Hey, everybody. It's Lisa today.
Let's talk about procrastination. I don't know about the rest of you, but sometimes procrastination is worse for me than real life detractors. It sucks my time away and hinders my writing progression.
What are your weak spots? Youtube? Pinterest? Television? Goofing off on your online writing community? Sometimes our procrastination crutches are embarrassing (or maybe that's just me), so maybe you'd rather not say. If so, answer this question: how do you stop the procrastination?
Mine is one of the embarrassing ones, so I'll be the first to 'fess up.
I play Call of Duty Black Ops II on the XBox. *hides face* For those of you lucky enough not to know what that is - it's a video game. My younger daughter got me addicted last year, but I finally broke the habit. Then, me being the nice mother that I am, I bought her a gold card (it's for getting the game online and playing against other people all over the world) for Christmas. Guess who's playing the game again.
But I am hereby declaring myself a Call of Duty-free zone once again. How am I stopping the procrastination? NaNo kept me on track really well, so that's what I'm going to do. Set myself daily goals whether it be writing, editing, plotting, etc, I'm going to make sure I know what I'm supposed to be doing writing-wise every day. When I don't complete those goals, it better not be because of a stupid video game.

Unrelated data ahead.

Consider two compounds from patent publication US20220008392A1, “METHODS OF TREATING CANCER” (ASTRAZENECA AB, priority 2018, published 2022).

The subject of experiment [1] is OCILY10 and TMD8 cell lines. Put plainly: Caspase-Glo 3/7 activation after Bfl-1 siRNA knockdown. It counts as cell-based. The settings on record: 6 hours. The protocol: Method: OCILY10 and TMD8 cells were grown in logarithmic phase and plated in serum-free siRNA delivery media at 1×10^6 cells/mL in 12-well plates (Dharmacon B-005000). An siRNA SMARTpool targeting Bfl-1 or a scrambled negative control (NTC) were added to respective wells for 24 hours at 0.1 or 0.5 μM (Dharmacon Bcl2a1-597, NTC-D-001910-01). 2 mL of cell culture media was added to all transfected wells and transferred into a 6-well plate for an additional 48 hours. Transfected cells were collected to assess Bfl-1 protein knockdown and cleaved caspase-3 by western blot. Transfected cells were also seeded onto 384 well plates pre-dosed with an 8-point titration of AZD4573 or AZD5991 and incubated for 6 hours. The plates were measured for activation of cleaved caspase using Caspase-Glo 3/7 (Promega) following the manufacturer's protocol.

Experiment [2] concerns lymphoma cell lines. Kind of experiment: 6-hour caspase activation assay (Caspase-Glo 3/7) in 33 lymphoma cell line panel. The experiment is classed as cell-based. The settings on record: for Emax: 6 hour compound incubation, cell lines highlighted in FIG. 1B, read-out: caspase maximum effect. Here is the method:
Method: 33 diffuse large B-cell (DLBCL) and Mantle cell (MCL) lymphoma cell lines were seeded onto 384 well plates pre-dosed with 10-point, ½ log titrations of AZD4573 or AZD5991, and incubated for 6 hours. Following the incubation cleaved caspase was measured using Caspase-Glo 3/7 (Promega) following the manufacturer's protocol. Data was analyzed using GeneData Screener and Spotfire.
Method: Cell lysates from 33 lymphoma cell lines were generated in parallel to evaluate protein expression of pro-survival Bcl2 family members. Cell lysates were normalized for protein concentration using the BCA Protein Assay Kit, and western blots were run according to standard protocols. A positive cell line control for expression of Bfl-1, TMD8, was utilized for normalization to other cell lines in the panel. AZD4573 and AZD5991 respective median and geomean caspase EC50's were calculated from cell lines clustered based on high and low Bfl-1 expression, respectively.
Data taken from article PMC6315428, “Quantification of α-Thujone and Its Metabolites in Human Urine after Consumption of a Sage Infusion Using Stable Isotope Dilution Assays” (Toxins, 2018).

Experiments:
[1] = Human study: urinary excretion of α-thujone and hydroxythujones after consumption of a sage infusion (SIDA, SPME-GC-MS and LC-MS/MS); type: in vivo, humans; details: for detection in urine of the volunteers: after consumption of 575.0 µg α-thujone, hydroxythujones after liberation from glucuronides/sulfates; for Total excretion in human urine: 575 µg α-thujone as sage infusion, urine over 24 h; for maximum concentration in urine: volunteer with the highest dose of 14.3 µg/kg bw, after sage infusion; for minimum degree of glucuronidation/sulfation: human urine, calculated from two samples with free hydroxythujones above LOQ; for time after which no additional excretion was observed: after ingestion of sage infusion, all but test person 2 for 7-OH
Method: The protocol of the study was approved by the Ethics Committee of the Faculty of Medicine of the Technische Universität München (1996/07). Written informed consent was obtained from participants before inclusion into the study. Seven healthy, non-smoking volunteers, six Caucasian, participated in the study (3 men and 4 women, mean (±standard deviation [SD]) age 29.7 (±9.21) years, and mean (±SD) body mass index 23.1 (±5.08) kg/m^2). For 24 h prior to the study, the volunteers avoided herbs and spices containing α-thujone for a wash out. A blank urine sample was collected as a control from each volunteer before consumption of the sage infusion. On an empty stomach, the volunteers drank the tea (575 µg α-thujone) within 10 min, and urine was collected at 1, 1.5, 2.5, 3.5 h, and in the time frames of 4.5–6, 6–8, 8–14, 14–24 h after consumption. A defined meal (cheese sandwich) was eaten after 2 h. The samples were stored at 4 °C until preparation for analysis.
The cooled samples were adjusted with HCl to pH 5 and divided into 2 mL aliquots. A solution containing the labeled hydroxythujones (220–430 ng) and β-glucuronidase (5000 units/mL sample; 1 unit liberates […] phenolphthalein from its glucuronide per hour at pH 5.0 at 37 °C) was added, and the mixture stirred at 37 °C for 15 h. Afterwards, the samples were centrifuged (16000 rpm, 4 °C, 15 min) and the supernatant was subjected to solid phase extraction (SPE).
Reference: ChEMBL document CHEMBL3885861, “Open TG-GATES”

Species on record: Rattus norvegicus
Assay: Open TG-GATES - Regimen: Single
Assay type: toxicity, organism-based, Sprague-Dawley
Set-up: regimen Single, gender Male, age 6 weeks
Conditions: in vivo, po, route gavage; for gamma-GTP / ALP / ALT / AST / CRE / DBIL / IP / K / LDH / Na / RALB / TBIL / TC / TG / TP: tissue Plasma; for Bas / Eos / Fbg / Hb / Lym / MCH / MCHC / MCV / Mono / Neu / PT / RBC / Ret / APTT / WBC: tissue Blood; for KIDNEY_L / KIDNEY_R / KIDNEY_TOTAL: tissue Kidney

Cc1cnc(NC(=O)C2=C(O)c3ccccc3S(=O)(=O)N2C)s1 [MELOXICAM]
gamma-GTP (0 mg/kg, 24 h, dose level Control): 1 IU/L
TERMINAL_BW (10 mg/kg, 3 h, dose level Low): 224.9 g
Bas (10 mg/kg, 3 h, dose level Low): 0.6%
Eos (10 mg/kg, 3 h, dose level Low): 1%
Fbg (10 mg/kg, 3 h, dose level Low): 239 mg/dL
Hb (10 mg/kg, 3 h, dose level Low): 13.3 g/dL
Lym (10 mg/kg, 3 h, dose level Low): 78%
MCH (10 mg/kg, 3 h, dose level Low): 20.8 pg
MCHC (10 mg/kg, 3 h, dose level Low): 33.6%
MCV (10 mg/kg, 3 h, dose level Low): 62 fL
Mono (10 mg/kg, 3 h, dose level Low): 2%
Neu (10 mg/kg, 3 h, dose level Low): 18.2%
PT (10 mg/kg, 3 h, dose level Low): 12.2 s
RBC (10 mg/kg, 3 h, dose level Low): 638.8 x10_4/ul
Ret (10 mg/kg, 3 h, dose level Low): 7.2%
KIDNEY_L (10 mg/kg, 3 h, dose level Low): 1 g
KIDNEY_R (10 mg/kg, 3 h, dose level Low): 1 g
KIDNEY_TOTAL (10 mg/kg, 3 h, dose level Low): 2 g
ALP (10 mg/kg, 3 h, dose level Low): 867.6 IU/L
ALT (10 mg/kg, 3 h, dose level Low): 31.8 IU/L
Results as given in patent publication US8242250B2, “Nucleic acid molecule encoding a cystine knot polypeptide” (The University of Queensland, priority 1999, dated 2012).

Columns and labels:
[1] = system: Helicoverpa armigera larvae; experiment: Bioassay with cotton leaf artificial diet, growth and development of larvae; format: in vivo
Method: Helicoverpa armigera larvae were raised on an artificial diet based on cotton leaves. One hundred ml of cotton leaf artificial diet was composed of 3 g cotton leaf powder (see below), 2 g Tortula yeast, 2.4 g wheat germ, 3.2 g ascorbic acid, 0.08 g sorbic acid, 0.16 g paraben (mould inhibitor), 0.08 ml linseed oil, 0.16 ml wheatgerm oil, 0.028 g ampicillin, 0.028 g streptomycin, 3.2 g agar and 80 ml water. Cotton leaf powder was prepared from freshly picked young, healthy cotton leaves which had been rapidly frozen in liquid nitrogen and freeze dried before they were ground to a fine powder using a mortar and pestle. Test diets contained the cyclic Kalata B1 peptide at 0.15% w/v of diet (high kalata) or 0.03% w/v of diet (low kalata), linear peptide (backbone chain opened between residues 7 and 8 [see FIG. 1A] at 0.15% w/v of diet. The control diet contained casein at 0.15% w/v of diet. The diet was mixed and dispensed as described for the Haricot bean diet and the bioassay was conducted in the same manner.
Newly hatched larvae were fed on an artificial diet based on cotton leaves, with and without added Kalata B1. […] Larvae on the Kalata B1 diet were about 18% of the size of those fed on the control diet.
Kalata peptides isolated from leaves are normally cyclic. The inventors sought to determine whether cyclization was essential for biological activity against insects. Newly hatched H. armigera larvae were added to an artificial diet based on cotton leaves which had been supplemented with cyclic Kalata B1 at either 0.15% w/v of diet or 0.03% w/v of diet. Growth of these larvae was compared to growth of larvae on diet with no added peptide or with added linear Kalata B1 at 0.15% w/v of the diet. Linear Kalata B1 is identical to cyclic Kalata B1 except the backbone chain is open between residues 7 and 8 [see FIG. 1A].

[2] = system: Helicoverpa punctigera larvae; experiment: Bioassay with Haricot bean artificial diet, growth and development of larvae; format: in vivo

Karlie: While work takes a good chunk out of my writing time, I also have to admit my procrastination does a number on it, too. I love to browse my favorite websites, I get distracted by fan fiction far too often than is healthy, and sometimes it's a lot easier to pick up a book than write one.
And...Lisa tends to distract me with long conversations. ;) But I can't really point fingers at her, because she also does word wars with me a lot, which does wonders for my word count.
How do I stop the procrastination? Well, I've found that writing on a schedule helps me, too, and when someone is holding me accountable. Like when we do word wars - that spurs me to not only write something, but put forth an effort into making it good, too.
And I've heard that the first step to overcoming a problem/addiction is admitting you have a problem in the first place. So...*turns and faces the camera*
My name is Karlie Hart, and I am a procrastinator.
Caitlin: In a weird way writing has helped me not be as much of a procrastinator with other things. I think, I should write that scene...but I have laundry to do, I need to buy train tickets for the upcoming trip, etc. etc. And I do those things first, because, even now, I'm a teeny bit afraid of writing. What if what I write isn't good? That's why I agree that writing goals are so useful. You have to get SOMETHING down. It doesn't have to be good, it just has to be done (at least at first). But I still find myself tweeting or emailing much more than I should. And, I completely agree, Karlie, sometimes it's much more tempting to pick up a book than write one!
What are you procrastination habits? Have you broken free of them and how? Are you still working on that? If so, what's your plan?